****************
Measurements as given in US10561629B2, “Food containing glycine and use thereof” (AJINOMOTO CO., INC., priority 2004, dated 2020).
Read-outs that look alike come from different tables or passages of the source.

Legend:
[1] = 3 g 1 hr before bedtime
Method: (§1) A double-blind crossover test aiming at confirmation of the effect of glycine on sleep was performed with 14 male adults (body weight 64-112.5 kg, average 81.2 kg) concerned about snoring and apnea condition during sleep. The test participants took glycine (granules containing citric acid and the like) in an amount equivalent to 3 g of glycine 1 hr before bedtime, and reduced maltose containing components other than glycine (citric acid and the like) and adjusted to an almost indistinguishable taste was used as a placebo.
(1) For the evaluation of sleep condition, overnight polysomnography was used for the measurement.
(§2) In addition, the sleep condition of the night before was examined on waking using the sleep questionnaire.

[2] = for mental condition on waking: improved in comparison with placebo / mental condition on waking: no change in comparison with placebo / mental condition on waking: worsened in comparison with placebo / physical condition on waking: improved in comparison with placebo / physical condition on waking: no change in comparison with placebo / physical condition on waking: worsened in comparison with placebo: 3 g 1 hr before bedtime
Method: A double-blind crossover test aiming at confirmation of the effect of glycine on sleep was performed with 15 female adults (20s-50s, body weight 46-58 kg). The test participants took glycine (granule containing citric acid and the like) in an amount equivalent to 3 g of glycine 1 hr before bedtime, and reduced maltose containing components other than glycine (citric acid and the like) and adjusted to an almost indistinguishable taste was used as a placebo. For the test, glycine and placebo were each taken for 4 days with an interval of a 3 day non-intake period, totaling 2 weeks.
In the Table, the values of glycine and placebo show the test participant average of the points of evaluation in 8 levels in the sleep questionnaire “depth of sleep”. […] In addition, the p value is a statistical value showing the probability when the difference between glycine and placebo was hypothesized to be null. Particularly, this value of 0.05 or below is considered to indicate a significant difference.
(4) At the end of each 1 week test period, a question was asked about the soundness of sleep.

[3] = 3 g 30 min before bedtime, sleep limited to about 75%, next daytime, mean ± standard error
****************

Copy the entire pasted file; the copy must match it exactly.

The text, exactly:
Measurements as given in US10561629B2, “Food containing glycine and use thereof” (AJINOMOTO CO., INC., priority 2004, dated 2020).
Read-outs that look alike come from different tables or passages of the source.

Legend:
[1] = 3 g 1 hr before bedtime
Method: (§1) A double-blind crossover test aiming at confirmation of the effect of glycine on sleep was performed with 14 male adults (body weight 64-112.5 kg, average 81.2 kg) concerned about snoring and apnea condition during sleep. The test participants took glycine (granules containing citric acid and the like) in an amount equivalent to 3 g of glycine 1 hr before bedtime, and reduced maltose containing components other than glycine (citric acid and the like) and adjusted to an almost indistinguishable taste was used as a placebo.
(1) For the evaluation of sleep condition, overnight polysomnography was used for the measurement.
(§2) In addition, the sleep condition of the night before was examined on waking using the sleep questionnaire.

[2] = for mental condition on waking: improved in comparison with placebo / mental condition on waking: no change in comparison with placebo / mental condition on waking: worsened in comparison with placebo / physical condition on waking: improved in comparison with placebo / physical condition on waking: no change in comparison with placebo / physical condition on waking: worsened in comparison with placebo: 3 g 1 hr before bedtime
Method: A double-blind crossover test aiming at confirmation of the effect of glycine on sleep was performed with 15 female adults (20s-50s, body weight 46-58 kg). The test participants took glycine (granule containing citric acid and the like) in an amount equivalent to 3 g of glycine 1 hr before bedtime, and reduced maltose containing components other than glycine (citric acid and the like) and adjusted to an almost indistinguishable taste was used as a placebo. For the test, glycine and placebo were each taken for 4 days with an interval of a 3 day non-intake period, totaling 2 weeks.
In the Table, the values of glycine and placebo show the test participant average of the points of evaluation in 8 levels in the sleep questionnaire “depth of sleep”. […] In addition, the p value is a statistical value showing the probability when the difference between glycine and placebo was hypothesized to be null. Particularly, this value of 0.05 or below is considered to indicate a significant difference.
(4) At the end of each 1 week test period, a question was asked about the soundness of sleep.

[3] = 3 g 30 min before bedtime, sleep limited to about 75%, next daytime, mean ± standard error